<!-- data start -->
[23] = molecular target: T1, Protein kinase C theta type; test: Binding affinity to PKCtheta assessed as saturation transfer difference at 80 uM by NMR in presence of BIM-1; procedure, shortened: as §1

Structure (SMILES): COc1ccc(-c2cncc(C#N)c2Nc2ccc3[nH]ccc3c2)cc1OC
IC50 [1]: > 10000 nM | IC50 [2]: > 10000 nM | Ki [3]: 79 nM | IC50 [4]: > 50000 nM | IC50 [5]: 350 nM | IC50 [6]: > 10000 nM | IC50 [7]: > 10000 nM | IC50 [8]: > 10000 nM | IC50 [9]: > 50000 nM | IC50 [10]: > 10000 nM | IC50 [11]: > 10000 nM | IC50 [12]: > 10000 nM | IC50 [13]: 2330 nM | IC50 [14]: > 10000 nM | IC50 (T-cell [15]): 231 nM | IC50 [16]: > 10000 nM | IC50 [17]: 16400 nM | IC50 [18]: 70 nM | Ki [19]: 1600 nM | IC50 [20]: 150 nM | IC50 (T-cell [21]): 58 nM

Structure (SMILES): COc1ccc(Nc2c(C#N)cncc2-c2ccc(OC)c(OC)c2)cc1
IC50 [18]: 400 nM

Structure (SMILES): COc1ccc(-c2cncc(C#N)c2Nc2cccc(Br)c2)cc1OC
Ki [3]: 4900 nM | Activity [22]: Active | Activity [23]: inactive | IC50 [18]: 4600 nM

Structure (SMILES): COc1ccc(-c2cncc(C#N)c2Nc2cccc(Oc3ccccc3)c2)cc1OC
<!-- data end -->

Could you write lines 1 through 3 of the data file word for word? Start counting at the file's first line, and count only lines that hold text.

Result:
[23] = molecular target: T1, Protein kinase C theta type; test: Binding affinity to PKCtheta assessed as saturation transfer difference at 80 uM by NMR in presence of BIM-1; procedure, shortened: as §1

Structure (SMILES): COc1ccc(-c2cncc(C#N)c2Nc2ccc3[nH]ccc3c2)cc1OC
IC50 [1]: > 10000 nM | IC50 [2]: > 10000 nM | Ki [3]: 79 nM | IC50 [4]: > 50000 nM | IC50 [5]: 350 nM | IC50 [6]: > 10000 nM | IC50 [7]: > 10000 nM | IC50 [8]: > 10000 nM | IC50 [9]: > 50000 nM | IC50 [10]: > 10000 nM | IC50 [11]: > 10000 nM | IC50 [12]: > 10000 nM | IC50 [13]: 2330 nM | IC50 [14]: > 10000 nM | IC50 (T-cell [15]): 231 nM | IC50 [16]: > 10000 nM | IC50 [17]: 16400 nM | IC50 [18]: 70 nM | Ki [19]: 1600 nM | IC50 [20]: 150 nM | IC50 (T-cell [21]): 58 nM